Peptides fractions were analyzed by a quadrupole–time of flight mass spectrometer (Impact II; Bruker Daltonics) coupled to an Easy nano LC 1000 HPLC (ThermoFisher Scientific) using an analytical column that was 40–50 cm long, with a 75 μm inner diameter fused silica with an integrated spray tip pulled with P-2000 laser puller (Sutter Instruments) and packed with 1.9 μm diameter Reprosil-Pur C-18-AQ beads (Maisch, www.Dr-Maisch.com). The columns were operated at 50°C using an in-house built column heater. Buffer A consisted of 0.1% aqueous formic acid, and buffer B consisted of 0.1% formic acid and 80% (vol/vol) acetonitrile in water. A standard 90-min peptide separation was done, and the column was washed with 100% buffer B before re-equilibration with buffer A. The Impact II was set to acquire in a data-dependent auto-MS/MS mode with inactive focus fragmenting the 20 most expressed ions (one at the time at a 18-Hz rate) after each full-range scan from m/z 200 to m/z 2,000 at 5 Hz rate. The isolation window for MS/MS was 2–3 depending on the parent ion mass to charge ratio, and the collision energy ranged from 23 to 65 eV depending on ion mass and charge. Parent ions were then excluded from MS/MS for the next 0.4 min and reconsidered if their intensity increased more than five times. Singly charged ions were excluded from fragmentation. Raw mass spectrometry data was analyzed using MaxQuant 1.5.1.0. The search was performed against a database comprised of the protein sequences from Uniprot’s human entries plus common contaminants with cysteine carbamidomethylation and methionine oxidation, protein N-acetylation as fixed and variable modifications, respectively. Light and heavy dimethylation at lysine side chains and peptide N-termini were used for quantitation. Peptides and proteins identified with FDR ≤ 1% were retained for further analyses.

Statistical analysis

Differential abundance of mRNA transcripts and proteins 6 hours post-exposure to A. fumigatus conidia was determined using least squares regression in the Linear Model for MicroArrays (LIMMA) [Version 3.30.13] package in R statistical computing program. A P-value < 0.05 was considered statistically significant for both transcriptomics and proteomics analyses. A Benjamini-Hochberg False Discovery Rate (BH-FDR) of 30% was used as well. All software packages used to perform differential expression analyses were accessed through The Comprehensive R Archive Network (CRAN) (https://cran.rproject.org/).

Bioinformatics analysis

Pathway enrichment analyses of differentially expressed mRNA transcripts and proteins were conducted in Enrichr (http://amp.pharm.mssm.edu/Enrichr/) [53,54]. Data were analyzed through the use of Ingenuity Pathway Analysis (IPA) (QIAGEN Inc., https://www.qiagenbioinformatics.com/products/ingenuity-pathway-analysis) to assess the top networks associated with differentially expressed proteins as well [55].

The Cytoscape plug-in, ClueGo [Version 2.5.0] + CluePedia [Version 1.5.0] [94,95] was used to generate functionally grouped networks of enriched gene ontology (GO) terms associated with biological processes, molecular function and cellular components for differentially expressed mRNA transcripts (P-value < 0.01).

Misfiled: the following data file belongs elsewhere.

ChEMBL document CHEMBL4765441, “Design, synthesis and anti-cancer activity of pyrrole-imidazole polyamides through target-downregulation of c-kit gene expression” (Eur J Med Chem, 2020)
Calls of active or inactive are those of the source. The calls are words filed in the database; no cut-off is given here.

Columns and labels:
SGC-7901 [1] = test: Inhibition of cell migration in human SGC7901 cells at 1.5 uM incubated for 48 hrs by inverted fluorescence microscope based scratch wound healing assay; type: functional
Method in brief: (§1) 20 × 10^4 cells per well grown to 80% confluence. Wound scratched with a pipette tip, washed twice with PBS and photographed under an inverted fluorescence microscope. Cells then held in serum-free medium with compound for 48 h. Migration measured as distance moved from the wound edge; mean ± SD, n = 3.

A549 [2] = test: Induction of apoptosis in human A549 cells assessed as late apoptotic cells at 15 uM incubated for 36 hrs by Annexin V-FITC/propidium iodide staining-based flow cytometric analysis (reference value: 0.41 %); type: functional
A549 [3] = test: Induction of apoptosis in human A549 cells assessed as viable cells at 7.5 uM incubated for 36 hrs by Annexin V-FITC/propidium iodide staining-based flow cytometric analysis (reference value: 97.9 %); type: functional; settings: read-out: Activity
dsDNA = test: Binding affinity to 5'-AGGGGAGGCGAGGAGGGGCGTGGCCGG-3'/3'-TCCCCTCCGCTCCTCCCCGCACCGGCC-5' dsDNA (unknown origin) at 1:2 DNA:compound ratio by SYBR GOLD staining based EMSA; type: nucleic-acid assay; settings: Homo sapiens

Gene Ontology Consortium’s PANTHER Overrepresentation Test (http://www.geneontology.org/page/go-enrichment-analysis) was also used to generate enriched GO terms for biological processes, molecular functions and cellular components of differentially expressed proteins [56,57]. Fisher’s Exact with FDR multiple test correction was used (BH-FDR < 0.05).

Western blot analysis

Total cell lysate proteins extracted from control (PBS alone, n = 3) and infected ALI samples (with A. fumigatus conidia suspended in PBS, n = 3), grown in 24-well format (S3 Table), were used for western blot analysis according to standard techniques [96]. Twenty micrograms of reduced protein samples were electrophoresed in a 4–20% gradient SDS-PAGE gel and then transferred to a nitrocellulose membrane. The membrane was blocked for 1 hour at room temperature in Odyssey Blocking Buffer (LI-COR Biosciences, Item# 927–50000). Western immunoblots were developed in sequence using primary antibodies at 1:1000 dilution (rabbit anti SET antibody (ThermoFisher Scientific, Item# PA5-78163), mouse monoclonal anti-Calreticulin antibody (ThermoFisher Scientific, Item# MA5-15382), rabbit anti-NUCB2 polyclonal antibody (ThermoFisher Scientific, Item# PA5-78096)) and secondary antibodies at 1:10000 dilutions (anti-mouse IgG (H+L) (DyLight 800 4X PEG Conjugate, Cell Signaling Technology, Item# 5257S), anti-rabbit IgG (H+L) (DyLight 680 Conjugate, Cell Signaling Technology, Item# 5366S)). The membranes were washed 4 times with Tris-buffered Saline and Tween-20 (TBST) for 5 mins between primary and secondary antibodies, and after the secondary antibody. The membrane was then scanned on a LI-COR Odyssey 2.1 Infrared Imaging System (Lincoln, Nebraska, USA). The integrated intensity of each band was obtained using the software Image J, with subtraction of background intensity. Densitometry values for SET, CALR and NUCB2 were normalized to β-actin for equal loading. Statistical significance was obtained using paired t test (P-value < 0.05).

Supporting information

S1 Fig. Differential staining of extracellular and internalized conidia by anti-A. fumigatus antibody using confocal microscopy at 6 hours post-infection.

GFP-expressing A. fumigatus conidia and primary HBECs grown in ALI were co-incubated for 6 hours, fixed and stained with DAPI to label cell nuclei, and a monoclonal anti-A. fumigatus antibody was used to label extracellular conidia, before visualization using confocal microscopy. One representative field is shown in the following channels: (A) wavelength 594nm for anti-A. fumigatus antibody (red); (B) wavelength 495nm for GFP (green); (C) wavelength 405nm for DAPI (blue); (D) merged GFP, anti-A. fumigatus antibody and DAPI image. Conidia not labeled by the anti-A. fumigatus antibody and only visible in the green but not the red channel were considered to be internalized by ALI cultures of primary HBECs. Field of view is 1912x1912 pixels, and scale bar is 10 μm.